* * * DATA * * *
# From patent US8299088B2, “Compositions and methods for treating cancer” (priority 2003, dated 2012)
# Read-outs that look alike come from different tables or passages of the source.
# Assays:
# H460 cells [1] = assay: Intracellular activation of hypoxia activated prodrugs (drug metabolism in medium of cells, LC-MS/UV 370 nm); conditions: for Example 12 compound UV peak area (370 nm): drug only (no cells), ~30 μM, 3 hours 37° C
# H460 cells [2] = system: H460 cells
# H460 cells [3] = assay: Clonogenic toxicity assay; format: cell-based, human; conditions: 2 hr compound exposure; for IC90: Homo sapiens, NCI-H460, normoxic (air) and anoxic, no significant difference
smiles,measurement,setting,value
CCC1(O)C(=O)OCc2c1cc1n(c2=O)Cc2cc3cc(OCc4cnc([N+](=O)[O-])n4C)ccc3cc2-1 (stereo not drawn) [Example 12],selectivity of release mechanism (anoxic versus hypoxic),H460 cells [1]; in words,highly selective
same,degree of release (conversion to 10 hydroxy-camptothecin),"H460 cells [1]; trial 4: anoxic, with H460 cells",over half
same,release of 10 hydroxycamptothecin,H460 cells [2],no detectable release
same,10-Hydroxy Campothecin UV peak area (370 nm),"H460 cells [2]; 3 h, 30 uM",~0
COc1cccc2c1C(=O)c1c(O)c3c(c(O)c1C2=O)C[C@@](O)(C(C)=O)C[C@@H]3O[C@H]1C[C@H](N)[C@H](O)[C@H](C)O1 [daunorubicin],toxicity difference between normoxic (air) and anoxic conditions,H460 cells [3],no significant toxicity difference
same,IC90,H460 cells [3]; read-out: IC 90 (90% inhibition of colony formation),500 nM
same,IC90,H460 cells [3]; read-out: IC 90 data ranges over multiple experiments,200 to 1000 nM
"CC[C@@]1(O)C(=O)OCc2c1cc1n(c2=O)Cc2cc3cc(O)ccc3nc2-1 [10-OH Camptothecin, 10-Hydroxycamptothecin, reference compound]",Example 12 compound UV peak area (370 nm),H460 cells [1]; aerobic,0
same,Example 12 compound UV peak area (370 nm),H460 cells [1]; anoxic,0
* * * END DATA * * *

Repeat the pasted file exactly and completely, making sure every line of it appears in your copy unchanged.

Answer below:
# From patent US8299088B2, “Compositions and methods for treating cancer” (priority 2003, dated 2012)
# Read-outs that look alike come from different tables or passages of the source.
# Assays:
# H460 cells [1] = assay: Intracellular activation of hypoxia activated prodrugs (drug metabolism in medium of cells, LC-MS/UV 370 nm); conditions: for Example 12 compound UV peak area (370 nm): drug only (no cells), ~30 μM, 3 hours 37° C
# H460 cells [2] = system: H460 cells
# H460 cells [3] = assay: Clonogenic toxicity assay; format: cell-based, human; conditions: 2 hr compound exposure; for IC90: Homo sapiens, NCI-H460, normoxic (air) and anoxic, no significant difference
smiles,measurement,setting,value
CCC1(O)C(=O)OCc2c1cc1n(c2=O)Cc2cc3cc(OCc4cnc([N+](=O)[O-])n4C)ccc3cc2-1 (stereo not drawn) [Example 12],selectivity of release mechanism (anoxic versus hypoxic),H460 cells [1]; in words,highly selective
same,degree of release (conversion to 10 hydroxy-camptothecin),"H460 cells [1]; trial 4: anoxic, with H460 cells",over half
same,release of 10 hydroxycamptothecin,H460 cells [2],no detectable release
same,10-Hydroxy Campothecin UV peak area (370 nm),"H460 cells [2]; 3 h, 30 uM",~0
COc1cccc2c1C(=O)c1c(O)c3c(c(O)c1C2=O)C[C@@](O)(C(C)=O)C[C@@H]3O[C@H]1C[C@H](N)[C@H](O)[C@H](C)O1 [daunorubicin],toxicity difference between normoxic (air) and anoxic conditions,H460 cells [3],no significant toxicity difference
same,IC90,H460 cells [3]; read-out: IC 90 (90% inhibition of colony formation),500 nM
same,IC90,H460 cells [3]; read-out: IC 90 data ranges over multiple experiments,200 to 1000 nM
"CC[C@@]1(O)C(=O)OCc2c1cc1n(c2=O)Cc2cc3cc(O)ccc3nc2-1 [10-OH Camptothecin, 10-Hydroxycamptothecin, reference compound]",Example 12 compound UV peak area (370 nm),H460 cells [1]; aerobic,0
same,Example 12 compound UV peak area (370 nm),H460 cells [1]; anoxic,0